6. April 2007: Al Qaeda in Iraq (AQI) militants attacked and killed 30 IAI fighters after they refused to pledge allegiance to AQI. (30+ killed, unknown wounded).[31]
  7. April 2007: Al Qaeda in Iraq (AQI) militants attacked and killed 30 IAI fighters after they refused to pledge allegiance to AQI. (30+ killed, unknown wounded).[32]
  8. April 2007: Al Qaeda in Iraq (AQI) militants attacked and killed 30 IAI fighters after they refused to pledge allegiance to AQI. (30+ killed, unknown wounded).[33]
  9. November 9, 2007: The IAI killed 18 AQI militants when it attacked an AQI-held compound near the city of Samarra. During the attack, 15 IAI fighters were also killed and 16 AQI fighters were captured. (33 killed, unknown wounded).[34]
  10. January 5, 2009: The IAI claimed responsibility for an IED attack at a gas station in the Karradah district of Baghdad. (0 killed, 4 wounded).[35]
  11. February 22, 2014: The Islamic Army of Iraq claimed that it and the Mujahideen Army had coordinated an attack on government forces near al-Karma. The groups purportedly downed a government helicopter during the fighting. (unknown casualties).[36]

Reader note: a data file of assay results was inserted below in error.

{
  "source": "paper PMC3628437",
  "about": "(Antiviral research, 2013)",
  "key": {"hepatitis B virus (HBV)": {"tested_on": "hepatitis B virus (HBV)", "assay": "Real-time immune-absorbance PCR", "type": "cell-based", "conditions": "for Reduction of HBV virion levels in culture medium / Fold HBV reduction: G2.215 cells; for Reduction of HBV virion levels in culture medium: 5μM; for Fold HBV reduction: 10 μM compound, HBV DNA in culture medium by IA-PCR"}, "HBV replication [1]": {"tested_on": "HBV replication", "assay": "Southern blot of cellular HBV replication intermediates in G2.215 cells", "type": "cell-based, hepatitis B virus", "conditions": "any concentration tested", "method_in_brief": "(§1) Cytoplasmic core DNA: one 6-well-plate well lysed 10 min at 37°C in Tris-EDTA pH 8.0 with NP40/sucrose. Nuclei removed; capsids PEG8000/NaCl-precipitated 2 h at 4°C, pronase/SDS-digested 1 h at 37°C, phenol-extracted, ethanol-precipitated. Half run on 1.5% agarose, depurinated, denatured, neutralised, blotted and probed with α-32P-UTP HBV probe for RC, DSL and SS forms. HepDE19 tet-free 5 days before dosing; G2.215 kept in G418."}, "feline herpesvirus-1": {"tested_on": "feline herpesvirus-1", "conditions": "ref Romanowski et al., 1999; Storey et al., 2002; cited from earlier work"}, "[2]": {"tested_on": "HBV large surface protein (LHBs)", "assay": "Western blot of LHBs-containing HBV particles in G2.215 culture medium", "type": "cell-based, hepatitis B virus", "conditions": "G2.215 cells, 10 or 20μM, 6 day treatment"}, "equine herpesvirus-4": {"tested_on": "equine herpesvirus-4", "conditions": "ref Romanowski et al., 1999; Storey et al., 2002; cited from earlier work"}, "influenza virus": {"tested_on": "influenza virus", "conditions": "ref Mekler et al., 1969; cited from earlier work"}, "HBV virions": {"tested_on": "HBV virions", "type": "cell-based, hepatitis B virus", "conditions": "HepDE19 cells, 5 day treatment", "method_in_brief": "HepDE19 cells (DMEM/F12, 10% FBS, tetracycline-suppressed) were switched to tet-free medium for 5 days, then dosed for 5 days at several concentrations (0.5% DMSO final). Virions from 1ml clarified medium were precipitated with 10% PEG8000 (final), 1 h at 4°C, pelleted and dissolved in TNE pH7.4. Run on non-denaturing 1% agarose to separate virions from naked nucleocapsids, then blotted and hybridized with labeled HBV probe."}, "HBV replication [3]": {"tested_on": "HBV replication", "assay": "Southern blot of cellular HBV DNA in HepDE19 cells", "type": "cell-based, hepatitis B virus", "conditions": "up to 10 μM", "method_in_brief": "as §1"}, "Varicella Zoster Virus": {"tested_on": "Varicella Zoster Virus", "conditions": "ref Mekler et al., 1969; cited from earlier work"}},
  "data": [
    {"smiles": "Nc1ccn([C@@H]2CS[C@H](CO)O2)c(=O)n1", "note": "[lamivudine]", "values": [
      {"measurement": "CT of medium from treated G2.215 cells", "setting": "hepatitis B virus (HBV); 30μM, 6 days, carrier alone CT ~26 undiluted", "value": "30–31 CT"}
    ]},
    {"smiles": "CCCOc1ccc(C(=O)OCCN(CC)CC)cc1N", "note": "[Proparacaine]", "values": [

12. June 14, 2014: The IAI fought along side the Islamic State (IS) when it captured Mosul from the Iraqi army on June 10, 2014. (unknown casualties).[37]

Relationships with Other Groups

In May 2007, IAI joined the Mujahideen Army, Ansar al-Sunna Shariah and Ansar al Islam to form the Reformation and Jihad Front (RJF), an anti-AQI umbrella group. [38][39] The groups had cooperated previously, as IAI joined Ansar al-Islam and the Mujahideen Army on June 23, 2005, in detonating two vehicle-borne IEDs in Baghdad, killing 10 civilians and police officers and wounding 10 more.[40]IAI and the Mujahideen Army officially announced their operational coordination in mid-2005. [41] The RJF published joint statements, engaged in joint operations, and was aligned in opposition to the U.S.-led coalition, Iran, Shiite militias, and AQI. Some reports suggested that the IAI and other RJF elements negotiated with coalition forces and sought to create anti-AQI alliances throughout the country. By the middle of 2007, however, the RJF became largely inactive. [42]